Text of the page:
Plank Pullin – Public You vs. Private You

 

Its Plank Pullin time!  The one day a week that we strongly resolve to ignore the multitude of specks and sawdust around us and pull one bona fide plank from our own eye. Matthew 7:3-5, style.

 

I live in a guilt-ridden universe, y’all.  I know it may sometimes seem like I have all (or a few of) the answers around here.  And sure, I do have some answers.  But having answers doesn’t necessarily mean having the power or discipline to apply them effectively to your life.  Which makes them more or less pointless.  Except for the purposes of making you miserable.

 

I believe that eating less will help me lose weight.

 

I believe that you can attract more bees with honey than with vinegar (insert profound parenting analogy here).

 

I believe that solitude with God will produce fruits of the spirit.

 

Yet, knowing and doing are two very. different. things.

 

Having knowledge but feeling perpetually unable to obtain the benefits of it has dealt a blow to my soul these last few years.  Instead of feeling the freedom and grace that I’m told I should have, I feel caged: In slavery to my own mind and flesh and weaknesses.

 

Husband thinks I have an unrealistic and unfair perspective.  He says that, because I’ve been home with the kids this last year and interacted less with the “outside world” I’ve forgotten what I depraved place it can be.  That compared to great swatches of society, I do indeed have patience, and love, and grace, and all those other things I’m sure I have none of.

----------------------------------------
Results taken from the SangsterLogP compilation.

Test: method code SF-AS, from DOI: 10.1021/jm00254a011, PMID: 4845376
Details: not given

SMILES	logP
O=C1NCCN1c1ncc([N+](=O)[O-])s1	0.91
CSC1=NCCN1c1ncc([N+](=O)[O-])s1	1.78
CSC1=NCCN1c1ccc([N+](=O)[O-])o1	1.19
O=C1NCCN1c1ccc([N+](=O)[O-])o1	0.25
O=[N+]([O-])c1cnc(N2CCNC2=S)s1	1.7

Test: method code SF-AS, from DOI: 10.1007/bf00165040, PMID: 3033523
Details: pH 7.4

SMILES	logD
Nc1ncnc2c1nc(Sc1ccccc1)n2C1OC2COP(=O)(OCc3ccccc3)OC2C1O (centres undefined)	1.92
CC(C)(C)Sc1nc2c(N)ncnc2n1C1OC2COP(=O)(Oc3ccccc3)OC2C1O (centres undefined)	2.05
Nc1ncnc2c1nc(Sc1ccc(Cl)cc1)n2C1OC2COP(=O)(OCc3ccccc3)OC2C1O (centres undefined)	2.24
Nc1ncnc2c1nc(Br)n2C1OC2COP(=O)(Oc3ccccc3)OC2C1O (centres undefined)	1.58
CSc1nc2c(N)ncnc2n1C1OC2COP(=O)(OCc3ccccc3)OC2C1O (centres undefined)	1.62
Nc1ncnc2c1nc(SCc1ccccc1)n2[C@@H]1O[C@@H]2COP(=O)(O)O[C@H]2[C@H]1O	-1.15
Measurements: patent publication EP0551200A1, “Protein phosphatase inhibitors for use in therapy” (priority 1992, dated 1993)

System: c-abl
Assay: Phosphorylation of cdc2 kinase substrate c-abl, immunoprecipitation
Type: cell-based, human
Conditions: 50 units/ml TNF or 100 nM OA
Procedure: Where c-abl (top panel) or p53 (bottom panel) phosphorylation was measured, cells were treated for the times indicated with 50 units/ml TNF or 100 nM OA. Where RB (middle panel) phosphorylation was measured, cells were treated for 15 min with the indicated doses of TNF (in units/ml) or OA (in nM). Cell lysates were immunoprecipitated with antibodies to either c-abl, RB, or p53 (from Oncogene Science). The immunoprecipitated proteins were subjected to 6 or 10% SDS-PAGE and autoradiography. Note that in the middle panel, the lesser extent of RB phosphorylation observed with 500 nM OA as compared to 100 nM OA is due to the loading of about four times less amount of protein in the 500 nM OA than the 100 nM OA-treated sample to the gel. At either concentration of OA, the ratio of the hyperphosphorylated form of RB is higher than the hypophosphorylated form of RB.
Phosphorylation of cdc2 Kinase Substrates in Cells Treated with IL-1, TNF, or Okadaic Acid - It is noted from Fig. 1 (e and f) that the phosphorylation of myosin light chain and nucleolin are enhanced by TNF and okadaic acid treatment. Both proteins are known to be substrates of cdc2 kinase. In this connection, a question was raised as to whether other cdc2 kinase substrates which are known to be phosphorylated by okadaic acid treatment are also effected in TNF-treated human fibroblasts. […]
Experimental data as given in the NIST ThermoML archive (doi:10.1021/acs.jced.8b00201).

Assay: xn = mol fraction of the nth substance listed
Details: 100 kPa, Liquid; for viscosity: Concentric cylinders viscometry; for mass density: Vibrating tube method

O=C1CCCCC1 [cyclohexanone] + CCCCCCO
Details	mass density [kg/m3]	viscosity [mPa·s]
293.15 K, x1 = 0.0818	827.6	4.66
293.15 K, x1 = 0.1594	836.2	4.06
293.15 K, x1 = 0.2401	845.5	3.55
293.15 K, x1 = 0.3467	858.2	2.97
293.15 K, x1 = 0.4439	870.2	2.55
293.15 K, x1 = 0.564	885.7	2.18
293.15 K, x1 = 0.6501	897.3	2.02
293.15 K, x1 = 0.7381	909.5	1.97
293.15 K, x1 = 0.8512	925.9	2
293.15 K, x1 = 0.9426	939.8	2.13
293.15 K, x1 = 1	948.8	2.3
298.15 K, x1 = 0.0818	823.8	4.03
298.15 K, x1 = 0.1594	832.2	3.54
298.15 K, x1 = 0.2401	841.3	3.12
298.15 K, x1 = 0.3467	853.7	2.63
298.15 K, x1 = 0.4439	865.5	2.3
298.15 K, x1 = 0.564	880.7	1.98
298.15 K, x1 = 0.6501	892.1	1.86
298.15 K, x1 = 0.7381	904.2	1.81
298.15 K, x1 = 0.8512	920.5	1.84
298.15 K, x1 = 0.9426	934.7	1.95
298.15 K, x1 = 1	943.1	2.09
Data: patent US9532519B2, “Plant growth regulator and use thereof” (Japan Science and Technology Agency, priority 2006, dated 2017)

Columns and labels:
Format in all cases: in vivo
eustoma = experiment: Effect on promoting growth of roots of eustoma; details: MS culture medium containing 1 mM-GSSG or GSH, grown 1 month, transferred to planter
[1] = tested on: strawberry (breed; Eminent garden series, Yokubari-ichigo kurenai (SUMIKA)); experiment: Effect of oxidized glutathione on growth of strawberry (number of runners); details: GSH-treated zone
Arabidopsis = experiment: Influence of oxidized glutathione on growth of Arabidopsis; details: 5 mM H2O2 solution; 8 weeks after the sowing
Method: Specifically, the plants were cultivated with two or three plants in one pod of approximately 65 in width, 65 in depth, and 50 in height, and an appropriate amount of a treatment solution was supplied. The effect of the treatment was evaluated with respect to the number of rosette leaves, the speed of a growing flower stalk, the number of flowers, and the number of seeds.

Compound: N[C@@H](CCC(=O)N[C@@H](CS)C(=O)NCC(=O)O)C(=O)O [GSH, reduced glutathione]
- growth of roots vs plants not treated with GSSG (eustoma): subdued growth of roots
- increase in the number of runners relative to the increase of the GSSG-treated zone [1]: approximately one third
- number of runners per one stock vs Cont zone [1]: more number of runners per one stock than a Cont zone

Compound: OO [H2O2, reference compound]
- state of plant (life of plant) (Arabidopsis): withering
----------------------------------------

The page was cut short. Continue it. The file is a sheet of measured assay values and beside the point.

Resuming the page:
He’s probably right, in a way.  But I’ve never liked living a life of downward comparisons.  It seems like rationalization to me.

 

“Oh, well I’m not like them. I don’t do drugs or yell at my kids in public or have a porn addiction.  So I’m okay.”

 

I’ve lived with the idea as long as I can remember that the person you are in private, is the real you.  We all know that Public You is a doctored image, to one degree or another.  Public You is generally more patient, more controlled, more smiley.  But Private You?  Well, that’s where the safeguards sometimes get ripped away and the full depth of  your flaws and failures get unleashed.

it’s unfair to judge a portion of yourself as if it’s the whole.

I was talking to Husband recently about this, and he was kind of surprised and bothered by my perspective.  I was kind of surprised and bothered that my best friend of 12 years didn’t already know that’s the reality I live in. He insisted that it’s unfair to judge a portion of yourself as if it’s the whole.  Whoever you are is an average of all of you, public and private, good and bad.

 

I guess that does make sense.  But there’s still a part of my brain that says, “Yeah, but come on.  You know that the real you is in private”.

 

Sigh.

 

I don’t know if this exactly qualifies as a plank, but I  judge myself super harshly.  I discount any good qualities or blurbs in personality as not “real” and only attribute my true self to my worst qualities and moments.   Guess I should work on that.  Beats sitting around depressed all the time.

 

What do you think?  Who’s the real you?

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-Jessica

Comments

  1. I’ve got to say that I agree with your husband. I work in retail and you would be amazed at what people will do and say in public. There are some people who cannot restrain themselves in public. Some of the most horrid things I’ve ever heard have come out of customers mouths and some of the most violent actions I’ve seen, I’ve seen in retail environments. So I have to say that a person has to judge themselves as a whole…because how your do (or do not) restrain yourself in public is a HUGE part of who you truly are. Sometimes I think more so than what is done in private because it shows your regard for others. Just sayin’. ;)